What to Order: Atlantic Beach Pie. Chef Bill Smith honorably carries the torch for this beloved destination restaurant, where he and his
team continue to be the standard bearers for classics such as shrimp and grits and Hoppin’ John, and have arguably influenced
just about every kitchen in the South. But it’s the Atlantic Beach Pie that causes eyes to roll back in heads each and every
time. With its saltine cracker crust and lemony sweetened condensed milk filling, this throwback dessert borders on tacky
in that made-every-year-by-Aunt Sue-for-the-family-reunion kind of way. Nothing short of delightful.
610 West Franklin Street.; crookscorner.com
Note: Get the recipe for Crook's Corners phenomenal Shrimp and Grits.
What to Order: Fried Green Tomato Plate. Taylor Bowen Ricketts certainly doesn’t bow to cliché, but her rendition of this Southern classic,
served with comeback sauce (a tangy Mississippi staple akin to rémoulade), reminds you why folks across the nation rightfully
associate fried green tomatoes with the South.
117 Main Street; deltabistro.com
What to Order: Spicy Lamb Meatballs Pizza. Alon Shaya, one of the Crescent City’s newest golden boys, produces some serious pies at Domenica,
such as the Spicy Lamb Meatballs, disks of spiced ground lamb atop tomatoes, ricotta, rapini, and mint.
123 Baronne Street; domenicarestaurant.com
What to Order: Gumbo Z’Herbes. Leah Chase only serves this green gumbo once a year, on Holy Thursday, as a traditional Easter meal. It
combines nine different greens (always an odd number for good luck), such as collards, Swiss chard, cabbage, even carrot tops,
all ground finely. As Miss Leah likes to say, “If you eat [my gumbo z’herbes] you will acquire a new friend for every kind
of green I have in the pot—and we hope one of them’s rich.”
2301 Orleans Avenue; dookychaserestaurant.com
What to Order: Grilled Chorizo Meatloaf. Under the guidance of Brian Somershield, a Frank Stitt acolyte, this kitchen turns out thoughtful
interpretations of modern Mexican fare, such as the grilled meatloaf, made with a robust chorizo, served atop Cotija cheese-mashed
potatoes, and crowned with ranchero, a piquant tomato-based sauce spiced with chiles.
2211 Second Avenue North; elbarriobirmingham.com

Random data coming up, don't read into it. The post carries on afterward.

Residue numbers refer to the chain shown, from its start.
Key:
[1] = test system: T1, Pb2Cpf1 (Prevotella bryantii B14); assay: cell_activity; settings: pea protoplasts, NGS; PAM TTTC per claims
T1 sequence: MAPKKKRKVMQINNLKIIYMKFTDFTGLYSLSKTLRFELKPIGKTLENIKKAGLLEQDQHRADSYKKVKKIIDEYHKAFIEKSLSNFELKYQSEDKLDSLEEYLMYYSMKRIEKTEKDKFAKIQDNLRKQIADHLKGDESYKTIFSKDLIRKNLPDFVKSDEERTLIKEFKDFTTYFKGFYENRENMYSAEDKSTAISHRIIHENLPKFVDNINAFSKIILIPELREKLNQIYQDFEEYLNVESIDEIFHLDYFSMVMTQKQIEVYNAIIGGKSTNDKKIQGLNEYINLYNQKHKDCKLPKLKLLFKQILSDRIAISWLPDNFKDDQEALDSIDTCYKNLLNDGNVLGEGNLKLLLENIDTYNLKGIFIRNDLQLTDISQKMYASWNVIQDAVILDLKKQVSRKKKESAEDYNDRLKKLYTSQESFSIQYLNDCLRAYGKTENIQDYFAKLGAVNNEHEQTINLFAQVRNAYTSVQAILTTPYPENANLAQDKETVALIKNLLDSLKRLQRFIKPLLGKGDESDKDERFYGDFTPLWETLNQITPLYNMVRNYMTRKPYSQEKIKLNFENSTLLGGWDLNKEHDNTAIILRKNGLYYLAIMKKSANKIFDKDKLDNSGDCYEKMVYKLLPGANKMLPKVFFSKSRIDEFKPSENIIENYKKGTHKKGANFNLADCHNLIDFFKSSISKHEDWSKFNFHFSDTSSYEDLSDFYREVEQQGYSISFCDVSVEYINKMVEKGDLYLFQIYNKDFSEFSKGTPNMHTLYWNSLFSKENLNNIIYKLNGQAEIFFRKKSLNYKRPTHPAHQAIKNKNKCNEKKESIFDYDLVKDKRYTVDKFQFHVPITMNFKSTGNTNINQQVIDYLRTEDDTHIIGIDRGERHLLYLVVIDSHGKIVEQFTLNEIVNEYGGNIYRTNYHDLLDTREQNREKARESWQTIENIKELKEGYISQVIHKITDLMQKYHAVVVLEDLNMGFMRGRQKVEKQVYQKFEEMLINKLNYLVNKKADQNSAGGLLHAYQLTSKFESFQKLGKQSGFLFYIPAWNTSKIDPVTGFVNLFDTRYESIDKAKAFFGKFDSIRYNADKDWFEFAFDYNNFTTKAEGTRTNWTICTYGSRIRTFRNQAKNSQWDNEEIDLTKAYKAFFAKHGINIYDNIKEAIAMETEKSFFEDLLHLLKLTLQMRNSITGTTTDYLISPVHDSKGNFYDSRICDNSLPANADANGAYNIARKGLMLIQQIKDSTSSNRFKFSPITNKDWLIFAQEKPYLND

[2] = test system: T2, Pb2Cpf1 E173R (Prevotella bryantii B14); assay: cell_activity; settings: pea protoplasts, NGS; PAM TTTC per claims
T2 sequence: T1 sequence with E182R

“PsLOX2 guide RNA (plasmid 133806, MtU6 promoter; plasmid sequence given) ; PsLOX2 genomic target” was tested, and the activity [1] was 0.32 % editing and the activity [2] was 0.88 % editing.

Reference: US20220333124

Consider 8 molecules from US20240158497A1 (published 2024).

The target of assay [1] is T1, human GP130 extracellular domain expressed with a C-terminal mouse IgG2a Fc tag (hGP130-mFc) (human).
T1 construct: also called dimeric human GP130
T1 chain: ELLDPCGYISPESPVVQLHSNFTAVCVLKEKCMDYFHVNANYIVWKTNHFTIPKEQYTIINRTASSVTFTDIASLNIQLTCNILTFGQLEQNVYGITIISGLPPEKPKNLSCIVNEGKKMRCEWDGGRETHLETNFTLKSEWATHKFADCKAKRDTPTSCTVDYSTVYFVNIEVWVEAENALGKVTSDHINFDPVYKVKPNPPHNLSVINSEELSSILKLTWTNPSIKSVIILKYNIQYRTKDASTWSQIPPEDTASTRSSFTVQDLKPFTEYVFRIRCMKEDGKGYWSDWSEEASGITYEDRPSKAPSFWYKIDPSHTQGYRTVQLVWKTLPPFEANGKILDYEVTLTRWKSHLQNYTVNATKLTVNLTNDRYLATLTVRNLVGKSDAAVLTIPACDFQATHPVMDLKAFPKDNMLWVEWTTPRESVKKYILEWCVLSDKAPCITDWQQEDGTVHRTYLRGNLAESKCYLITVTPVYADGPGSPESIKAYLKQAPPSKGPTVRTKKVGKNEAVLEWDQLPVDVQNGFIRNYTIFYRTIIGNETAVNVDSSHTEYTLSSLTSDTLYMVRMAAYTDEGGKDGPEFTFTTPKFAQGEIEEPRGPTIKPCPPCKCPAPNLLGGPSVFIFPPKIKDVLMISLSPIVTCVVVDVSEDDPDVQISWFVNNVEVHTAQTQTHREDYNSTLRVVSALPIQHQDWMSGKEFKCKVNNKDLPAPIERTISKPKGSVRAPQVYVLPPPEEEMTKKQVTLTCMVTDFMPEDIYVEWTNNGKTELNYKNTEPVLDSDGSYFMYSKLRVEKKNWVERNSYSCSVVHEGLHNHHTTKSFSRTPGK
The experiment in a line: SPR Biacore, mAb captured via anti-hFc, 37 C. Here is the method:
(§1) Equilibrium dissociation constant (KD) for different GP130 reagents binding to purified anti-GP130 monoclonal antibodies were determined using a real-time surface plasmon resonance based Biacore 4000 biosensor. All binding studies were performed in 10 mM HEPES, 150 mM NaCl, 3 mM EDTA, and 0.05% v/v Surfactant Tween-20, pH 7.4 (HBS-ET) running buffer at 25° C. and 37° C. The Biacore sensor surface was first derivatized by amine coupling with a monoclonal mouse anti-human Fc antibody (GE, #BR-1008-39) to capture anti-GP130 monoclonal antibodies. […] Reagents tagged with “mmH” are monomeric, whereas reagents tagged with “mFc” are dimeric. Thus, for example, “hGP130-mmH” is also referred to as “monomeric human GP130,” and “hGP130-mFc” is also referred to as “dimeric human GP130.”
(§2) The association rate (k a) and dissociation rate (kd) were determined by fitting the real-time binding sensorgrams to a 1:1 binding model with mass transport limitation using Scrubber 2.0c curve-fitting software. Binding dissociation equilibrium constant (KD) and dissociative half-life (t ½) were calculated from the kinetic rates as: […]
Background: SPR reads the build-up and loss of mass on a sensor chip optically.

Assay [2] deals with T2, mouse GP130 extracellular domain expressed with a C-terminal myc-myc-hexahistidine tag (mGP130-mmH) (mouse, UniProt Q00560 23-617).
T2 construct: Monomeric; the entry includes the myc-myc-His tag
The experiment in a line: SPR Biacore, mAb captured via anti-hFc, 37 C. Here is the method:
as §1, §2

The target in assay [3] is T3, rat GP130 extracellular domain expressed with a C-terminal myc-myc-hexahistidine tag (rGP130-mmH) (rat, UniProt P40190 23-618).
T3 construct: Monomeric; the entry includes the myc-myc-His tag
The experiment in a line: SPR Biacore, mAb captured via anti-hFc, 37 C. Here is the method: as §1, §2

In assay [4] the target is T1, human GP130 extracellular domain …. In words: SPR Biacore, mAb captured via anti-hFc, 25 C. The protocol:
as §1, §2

What to Order: Pimento Cheese with Bacon Marmalade
999 Peachtree Street Northeast, Suite 140; empirestatesouth.com
What to Order: Chicken Fried Pork Cheeks with Sour Cherries & Cucumber
240 Market Street; fearrington.com
What to Order: Coddled Sea Island Farm Egg
232 Meeting Street; eatatfig.com
What to Order: Boiled Peanut Hummus
1073 South Milledge Avenue; fiveandten.com
What to Order: Jumbo Royal Reds. You’d be forgiven for scratching your head on this pick. The Flora-Bama, a beachfront dive bar that straddles
the Florida-Alabama line, is better known for its annual mullet toss (the fish, not the hairstyle) than its culinary prowess.
But the royal red shrimp, an oversize deepwater Gulf variety with a sweetness and firmness similar to lobster, is about the
best I’ve ever had. Maybe it’s because the shrimp comes from the waters just offshore. Or because the kitchen doesn’t do much
of anything to it (a simple boil, and then served with melted butter). But this shrimp is the perfect expression of the Gulf.
17401 Perdido Key Drive; florabama.com
Photo: Instagram, @mauxfo
What to Order: Seared Sea Scallops with Crawfish Tails served with artichokes, fingerling potatoes, corn, and andouille
1728 Soniat Street; gautreausrestaurant.com
What to Order: Crawfish. Located on a private island off the coast of Georgia, accentuated with touches like gold-and-crystal chandeliers,
The Cloister is swank. On its menu, described as “Refined Southern,” you can expect to find dishes like the simply named Crawfish,
an elegant preparation of crawfish étoufée atop a Georgian grits soufflé with pickled hominy. Think: Old-World refinement
meets New-South expression.
100 Cloister Drive; seaisland.com
What to Order: Pastrami Sandwich
Emory Point, 1540 Avenue Place, Suite B-230; thegeneralmuir.com
What to Order: Wood Roasted Clams with house-made chorizo sausage, sweet peppers, and onions
4 Cannon Street; thegrocerycharleston.com
Photo: Instagram, @mjburchfield